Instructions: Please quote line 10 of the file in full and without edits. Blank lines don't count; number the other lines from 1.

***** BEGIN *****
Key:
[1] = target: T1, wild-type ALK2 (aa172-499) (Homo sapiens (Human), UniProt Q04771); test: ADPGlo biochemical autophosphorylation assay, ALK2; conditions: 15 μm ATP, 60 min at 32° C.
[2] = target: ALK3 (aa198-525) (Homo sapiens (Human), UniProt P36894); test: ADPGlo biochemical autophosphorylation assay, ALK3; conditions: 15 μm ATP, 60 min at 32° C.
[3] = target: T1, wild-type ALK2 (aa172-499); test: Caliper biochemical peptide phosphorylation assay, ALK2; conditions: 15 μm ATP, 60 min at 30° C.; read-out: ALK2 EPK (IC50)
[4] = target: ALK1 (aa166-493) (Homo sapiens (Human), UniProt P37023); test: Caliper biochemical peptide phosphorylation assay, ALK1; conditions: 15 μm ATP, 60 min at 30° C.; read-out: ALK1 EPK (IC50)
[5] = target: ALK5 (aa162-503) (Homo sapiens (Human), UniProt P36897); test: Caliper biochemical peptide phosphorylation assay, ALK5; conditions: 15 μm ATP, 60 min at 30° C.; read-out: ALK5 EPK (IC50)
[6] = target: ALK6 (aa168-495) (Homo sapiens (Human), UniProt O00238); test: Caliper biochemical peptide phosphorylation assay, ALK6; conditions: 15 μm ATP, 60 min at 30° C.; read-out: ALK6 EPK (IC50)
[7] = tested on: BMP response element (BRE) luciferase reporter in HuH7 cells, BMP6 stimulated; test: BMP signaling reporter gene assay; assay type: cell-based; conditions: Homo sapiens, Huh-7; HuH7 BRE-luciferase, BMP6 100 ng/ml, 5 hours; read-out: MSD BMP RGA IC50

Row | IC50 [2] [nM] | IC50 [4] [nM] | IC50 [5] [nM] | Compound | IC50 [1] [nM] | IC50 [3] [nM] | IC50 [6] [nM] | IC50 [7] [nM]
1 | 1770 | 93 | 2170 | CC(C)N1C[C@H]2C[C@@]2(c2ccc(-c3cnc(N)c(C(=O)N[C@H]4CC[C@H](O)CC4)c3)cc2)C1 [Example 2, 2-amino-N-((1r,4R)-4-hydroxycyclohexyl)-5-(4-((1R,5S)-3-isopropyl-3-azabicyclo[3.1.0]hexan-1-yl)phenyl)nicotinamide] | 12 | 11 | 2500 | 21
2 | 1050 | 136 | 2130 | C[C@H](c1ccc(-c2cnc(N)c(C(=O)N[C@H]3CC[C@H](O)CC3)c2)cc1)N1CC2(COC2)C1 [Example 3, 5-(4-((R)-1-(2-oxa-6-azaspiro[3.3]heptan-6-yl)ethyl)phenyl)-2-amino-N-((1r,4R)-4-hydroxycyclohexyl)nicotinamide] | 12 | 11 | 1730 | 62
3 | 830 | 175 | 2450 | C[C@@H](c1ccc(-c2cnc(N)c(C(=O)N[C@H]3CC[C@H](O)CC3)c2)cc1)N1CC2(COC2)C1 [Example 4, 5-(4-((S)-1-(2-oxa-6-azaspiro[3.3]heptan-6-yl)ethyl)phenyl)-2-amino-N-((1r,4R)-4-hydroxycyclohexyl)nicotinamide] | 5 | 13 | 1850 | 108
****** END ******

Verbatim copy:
1 | 1770 | 93 | 2170 | CC(C)N1C[C@H]2C[C@@]2(c2ccc(-c3cnc(N)c(C(=O)N[C@H]4CC[C@H](O)CC4)c3)cc2)C1 [Example 2, 2-amino-N-((1r,4R)-4-hydroxycyclohexyl)-5-(4-((1R,5S)-3-isopropyl-3-azabicyclo[3.1.0]hexan-1-yl)phenyl)nicotinamide] | 12 | 11 | 2500 | 21